National Geographic : 1971 Jan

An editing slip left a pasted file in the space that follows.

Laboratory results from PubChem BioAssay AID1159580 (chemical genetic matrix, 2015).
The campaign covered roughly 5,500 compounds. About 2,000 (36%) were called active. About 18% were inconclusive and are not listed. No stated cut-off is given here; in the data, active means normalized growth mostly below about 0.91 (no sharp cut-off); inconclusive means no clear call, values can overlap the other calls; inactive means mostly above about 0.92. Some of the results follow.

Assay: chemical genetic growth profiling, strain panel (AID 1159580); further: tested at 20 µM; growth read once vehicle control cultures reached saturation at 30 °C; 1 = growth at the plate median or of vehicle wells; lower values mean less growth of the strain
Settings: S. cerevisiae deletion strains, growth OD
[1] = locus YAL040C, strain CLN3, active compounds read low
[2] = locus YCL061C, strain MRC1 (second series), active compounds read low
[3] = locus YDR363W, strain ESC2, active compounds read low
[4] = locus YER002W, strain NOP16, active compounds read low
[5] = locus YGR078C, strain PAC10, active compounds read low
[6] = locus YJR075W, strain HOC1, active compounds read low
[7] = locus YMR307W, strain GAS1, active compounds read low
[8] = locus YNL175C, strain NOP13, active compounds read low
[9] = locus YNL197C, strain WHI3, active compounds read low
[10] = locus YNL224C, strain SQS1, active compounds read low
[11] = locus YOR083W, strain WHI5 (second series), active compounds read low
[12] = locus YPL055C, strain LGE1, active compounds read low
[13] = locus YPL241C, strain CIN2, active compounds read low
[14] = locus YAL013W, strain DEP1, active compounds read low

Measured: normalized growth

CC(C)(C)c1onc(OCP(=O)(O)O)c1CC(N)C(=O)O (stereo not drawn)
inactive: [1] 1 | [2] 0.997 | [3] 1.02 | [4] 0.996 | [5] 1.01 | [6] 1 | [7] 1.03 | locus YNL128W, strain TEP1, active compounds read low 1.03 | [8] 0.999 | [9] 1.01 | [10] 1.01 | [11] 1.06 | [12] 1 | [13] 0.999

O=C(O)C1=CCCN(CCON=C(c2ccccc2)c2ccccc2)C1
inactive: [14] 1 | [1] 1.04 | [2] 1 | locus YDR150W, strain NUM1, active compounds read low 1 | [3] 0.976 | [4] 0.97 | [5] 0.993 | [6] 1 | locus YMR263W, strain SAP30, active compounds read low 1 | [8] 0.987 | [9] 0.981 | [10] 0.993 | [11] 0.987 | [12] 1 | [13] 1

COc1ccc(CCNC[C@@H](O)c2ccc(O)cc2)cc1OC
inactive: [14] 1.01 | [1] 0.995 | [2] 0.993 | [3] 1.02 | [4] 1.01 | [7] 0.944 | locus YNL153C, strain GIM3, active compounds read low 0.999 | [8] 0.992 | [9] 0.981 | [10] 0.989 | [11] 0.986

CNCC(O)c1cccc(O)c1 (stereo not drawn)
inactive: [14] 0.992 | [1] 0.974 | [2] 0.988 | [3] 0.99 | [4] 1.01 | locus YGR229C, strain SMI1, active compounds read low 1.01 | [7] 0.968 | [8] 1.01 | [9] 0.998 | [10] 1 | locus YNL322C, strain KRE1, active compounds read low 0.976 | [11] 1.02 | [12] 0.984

KODACnL.ME BY NATIONALGEOGRAPHICPHUIOKAYHt JAMLtL. JIANrlLL U N.ab. Beyond the reach of television, the Goodalls enjoy an old-fashioned evening. Tom romps with the girls while Natalie learns to spin wool for sweaters. Slack times often mean school lessons for Abby and Anne, taught by their mother; the nearest school lies 40 miles away across the mountains at Ushuaia. A diesel generator supplies power for lights, radio, household appliances, and electrical tools. me what brings a young woman so far south?" I explained that I had been traveling around South America after completing a job teaching children at a Venezuelan oil camp. I wanted to see Harberton, I said, because I had read Uttermost Part of the Earth, an exciting history of Tierra del Fuego written by E. Lucas Bridges, Mrs. Goodall's late uncle. I had expected to leave the next day, but I was invited to stay. Gradually, Tom's annoy ance at my intrusion on his privacy evap orated. I remained a month and a half. Five months later Tom traveled to my home near Lexington, Ohio, met my parents, and we were married. Soon afterward we were back at Harberton, ready to begin life on a farm that is considered remote even by those who live in remote Tierra del Fuego. I have lived there now for seven years. Argentina and Chile share ownership of this "Land of Fire." Argentina's Tierra del Fuego, or Fuegia, contains 67 estancias such as Harberton.* A few others lie on Chile's Navarino Island to our south. Thus Harber ton just misses the distinction of being the southernmost ranch in the world, although it lies only 80 miles north of Cape Horn, less than 700 miles from Antarctica, and 2,400 miles from the South Pole. Though more than 10,000 people dwell in Argentinian Tierra del Fuego, the family nearest to us lives on a small estancia 20 miles to the west. Harberton Ranks High in Natural Beauty By local standards, our ranch, with 50,000 acres and 9,000 sheep, is small. The largest runs 80,000 sheep on a quarter million acres. But I think Harberton may be the prettiest of all. Our estancia includes four mountains, many steep wooded hills, four dozen lakes, and numerous swamps, some as long as two miles. It also includes 28 islands in the Beagle Channel, our gateway to the South Atlantic (preceding pages). Our home consists of a group of white buildings that overlook a breathtakingly beautiful bay (page 137) surrounded by the channel and by hills that rise to the Andes *See "Argentina: Young Giant of the Far South," by Jean and Franc Shor, GEOGRAPHIC, March 1958.